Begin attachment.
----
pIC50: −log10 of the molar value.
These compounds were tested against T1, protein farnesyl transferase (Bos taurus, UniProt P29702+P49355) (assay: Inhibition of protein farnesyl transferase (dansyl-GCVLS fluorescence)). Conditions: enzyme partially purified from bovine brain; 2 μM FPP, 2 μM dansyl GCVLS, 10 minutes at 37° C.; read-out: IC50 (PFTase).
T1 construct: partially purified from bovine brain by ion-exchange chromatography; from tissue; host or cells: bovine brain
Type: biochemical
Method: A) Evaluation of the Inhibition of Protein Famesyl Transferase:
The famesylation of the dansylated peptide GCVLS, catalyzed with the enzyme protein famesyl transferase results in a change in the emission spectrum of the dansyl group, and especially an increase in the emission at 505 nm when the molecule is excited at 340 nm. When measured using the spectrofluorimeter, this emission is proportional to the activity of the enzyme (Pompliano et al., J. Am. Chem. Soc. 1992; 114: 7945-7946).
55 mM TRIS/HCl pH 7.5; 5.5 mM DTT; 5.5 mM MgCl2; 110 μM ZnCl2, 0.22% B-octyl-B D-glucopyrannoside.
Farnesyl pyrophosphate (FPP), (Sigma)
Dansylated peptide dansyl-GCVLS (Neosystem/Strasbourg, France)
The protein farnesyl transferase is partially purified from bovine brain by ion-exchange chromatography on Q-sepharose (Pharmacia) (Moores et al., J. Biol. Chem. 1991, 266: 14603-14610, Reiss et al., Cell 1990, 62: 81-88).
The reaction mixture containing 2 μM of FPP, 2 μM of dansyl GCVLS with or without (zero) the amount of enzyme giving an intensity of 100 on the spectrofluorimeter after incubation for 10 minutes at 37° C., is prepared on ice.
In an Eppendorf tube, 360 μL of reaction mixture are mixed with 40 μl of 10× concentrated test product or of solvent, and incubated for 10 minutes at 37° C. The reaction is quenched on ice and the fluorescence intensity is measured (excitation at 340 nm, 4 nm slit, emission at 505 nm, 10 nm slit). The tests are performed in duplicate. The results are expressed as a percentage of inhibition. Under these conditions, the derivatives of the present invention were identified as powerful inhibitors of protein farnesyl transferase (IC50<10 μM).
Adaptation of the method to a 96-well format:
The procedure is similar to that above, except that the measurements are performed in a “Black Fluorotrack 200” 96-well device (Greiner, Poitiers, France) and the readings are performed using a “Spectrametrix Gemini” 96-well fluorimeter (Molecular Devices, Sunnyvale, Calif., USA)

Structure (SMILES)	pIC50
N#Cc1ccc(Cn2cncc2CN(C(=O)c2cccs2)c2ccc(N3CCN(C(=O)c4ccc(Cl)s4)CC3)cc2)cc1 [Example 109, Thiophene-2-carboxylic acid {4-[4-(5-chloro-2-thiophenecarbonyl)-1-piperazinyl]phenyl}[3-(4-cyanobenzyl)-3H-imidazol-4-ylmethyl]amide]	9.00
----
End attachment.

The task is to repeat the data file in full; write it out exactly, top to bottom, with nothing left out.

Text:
pIC50: −log10 of the molar value.
These compounds were tested against T1, protein farnesyl transferase (Bos taurus, UniProt P29702+P49355) (assay: Inhibition of protein farnesyl transferase (dansyl-GCVLS fluorescence)). Conditions: enzyme partially purified from bovine brain; 2 μM FPP, 2 μM dansyl GCVLS, 10 minutes at 37° C.; read-out: IC50 (PFTase).
T1 construct: partially purified from bovine brain by ion-exchange chromatography; from tissue; host or cells: bovine brain
Type: biochemical
Method: A) Evaluation of the Inhibition of Protein Famesyl Transferase:
The famesylation of the dansylated peptide GCVLS, catalyzed with the enzyme protein famesyl transferase results in a change in the emission spectrum of the dansyl group, and especially an increase in the emission at 505 nm when the molecule is excited at 340 nm. When measured using the spectrofluorimeter, this emission is proportional to the activity of the enzyme (Pompliano et al., J. Am. Chem. Soc. 1992; 114: 7945-7946).
55 mM TRIS/HCl pH 7.5; 5.5 mM DTT; 5.5 mM MgCl2; 110 μM ZnCl2, 0.22% B-octyl-B D-glucopyrannoside.
Farnesyl pyrophosphate (FPP), (Sigma)
Dansylated peptide dansyl-GCVLS (Neosystem/Strasbourg, France)
The protein farnesyl transferase is partially purified from bovine brain by ion-exchange chromatography on Q-sepharose (Pharmacia) (Moores et al., J. Biol. Chem. 1991, 266: 14603-14610, Reiss et al., Cell 1990, 62: 81-88).
The reaction mixture containing 2 μM of FPP, 2 μM of dansyl GCVLS with or without (zero) the amount of enzyme giving an intensity of 100 on the spectrofluorimeter after incubation for 10 minutes at 37° C., is prepared on ice.
In an Eppendorf tube, 360 μL of reaction mixture are mixed with 40 μl of 10× concentrated test product or of solvent, and incubated for 10 minutes at 37° C. The reaction is quenched on ice and the fluorescence intensity is measured (excitation at 340 nm, 4 nm slit, emission at 505 nm, 10 nm slit). The tests are performed in duplicate. The results are expressed as a percentage of inhibition. Under these conditions, the derivatives of the present invention were identified as powerful inhibitors of protein farnesyl transferase (IC50<10 μM).
Adaptation of the method to a 96-well format:
The procedure is similar to that above, except that the measurements are performed in a “Black Fluorotrack 200” 96-well device (Greiner, Poitiers, France) and the readings are performed using a “Spectrametrix Gemini” 96-well fluorimeter (Molecular Devices, Sunnyvale, Calif., USA)

Structure (SMILES)	pIC50
N#Cc1ccc(Cn2cncc2CN(C(=O)c2cccs2)c2ccc(N3CCN(C(=O)c4ccc(Cl)s4)CC3)cc2)cc1 [Example 109, Thiophene-2-carboxylic acid {4-[4-(5-chloro-2-thiophenecarbonyl)-1-piperazinyl]phenyl}[3-(4-cyanobenzyl)-3H-imidazol-4-ylmethyl]amide]	9.00